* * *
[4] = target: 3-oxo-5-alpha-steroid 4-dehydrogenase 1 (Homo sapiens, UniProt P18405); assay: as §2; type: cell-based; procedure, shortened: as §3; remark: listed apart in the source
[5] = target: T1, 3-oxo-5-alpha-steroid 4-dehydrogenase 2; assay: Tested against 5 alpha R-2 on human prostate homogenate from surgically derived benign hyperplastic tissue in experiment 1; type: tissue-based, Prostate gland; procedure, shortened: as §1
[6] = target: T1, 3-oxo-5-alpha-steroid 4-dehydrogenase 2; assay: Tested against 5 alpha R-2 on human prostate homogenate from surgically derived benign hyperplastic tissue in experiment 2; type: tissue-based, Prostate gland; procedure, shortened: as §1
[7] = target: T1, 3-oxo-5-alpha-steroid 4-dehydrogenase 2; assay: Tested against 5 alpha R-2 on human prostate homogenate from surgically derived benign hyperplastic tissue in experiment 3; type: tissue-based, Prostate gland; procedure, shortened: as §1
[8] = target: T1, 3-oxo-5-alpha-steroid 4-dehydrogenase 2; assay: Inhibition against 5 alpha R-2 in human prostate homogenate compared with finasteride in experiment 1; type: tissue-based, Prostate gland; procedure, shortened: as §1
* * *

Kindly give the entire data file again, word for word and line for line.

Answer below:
[4] = target: 3-oxo-5-alpha-steroid 4-dehydrogenase 1 (Homo sapiens, UniProt P18405); assay: as §2; type: cell-based; procedure, shortened: as §3; remark: listed apart in the source
[5] = target: T1, 3-oxo-5-alpha-steroid 4-dehydrogenase 2; assay: Tested against 5 alpha R-2 on human prostate homogenate from surgically derived benign hyperplastic tissue in experiment 1; type: tissue-based, Prostate gland; procedure, shortened: as §1
[6] = target: T1, 3-oxo-5-alpha-steroid 4-dehydrogenase 2; assay: Tested against 5 alpha R-2 on human prostate homogenate from surgically derived benign hyperplastic tissue in experiment 2; type: tissue-based, Prostate gland; procedure, shortened: as §1
[7] = target: T1, 3-oxo-5-alpha-steroid 4-dehydrogenase 2; assay: Tested against 5 alpha R-2 on human prostate homogenate from surgically derived benign hyperplastic tissue in experiment 3; type: tissue-based, Prostate gland; procedure, shortened: as §1
[8] = target: T1, 3-oxo-5-alpha-steroid 4-dehydrogenase 2; assay: Inhibition against 5 alpha R-2 in human prostate homogenate compared with finasteride in experiment 1; type: tissue-based, Prostate gland; procedure, shortened: as §1